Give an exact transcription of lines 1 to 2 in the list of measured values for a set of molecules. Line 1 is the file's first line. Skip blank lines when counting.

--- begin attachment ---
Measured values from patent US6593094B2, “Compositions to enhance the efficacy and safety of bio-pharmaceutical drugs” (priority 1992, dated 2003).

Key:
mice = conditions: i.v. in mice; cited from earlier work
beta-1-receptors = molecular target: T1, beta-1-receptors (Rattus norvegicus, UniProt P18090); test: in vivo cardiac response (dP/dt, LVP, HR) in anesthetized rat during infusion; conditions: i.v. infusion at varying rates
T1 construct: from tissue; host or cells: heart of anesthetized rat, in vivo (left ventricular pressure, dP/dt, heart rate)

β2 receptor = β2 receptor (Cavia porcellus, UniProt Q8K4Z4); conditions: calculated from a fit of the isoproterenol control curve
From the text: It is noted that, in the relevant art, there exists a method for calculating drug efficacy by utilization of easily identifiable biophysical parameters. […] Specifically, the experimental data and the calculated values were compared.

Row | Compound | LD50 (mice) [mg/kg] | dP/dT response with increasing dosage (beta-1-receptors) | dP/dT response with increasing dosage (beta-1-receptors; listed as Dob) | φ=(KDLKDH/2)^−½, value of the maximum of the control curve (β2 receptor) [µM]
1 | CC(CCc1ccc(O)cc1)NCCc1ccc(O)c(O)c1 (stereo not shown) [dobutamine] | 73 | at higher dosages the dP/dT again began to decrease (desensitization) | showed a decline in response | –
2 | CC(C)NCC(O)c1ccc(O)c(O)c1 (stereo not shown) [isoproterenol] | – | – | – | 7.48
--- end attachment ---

Measured values from patent US6593094B2, “Compositions to enhance the efficacy and safety of bio-pharmaceutical drugs” (priority 1992, dated 2003).

Key: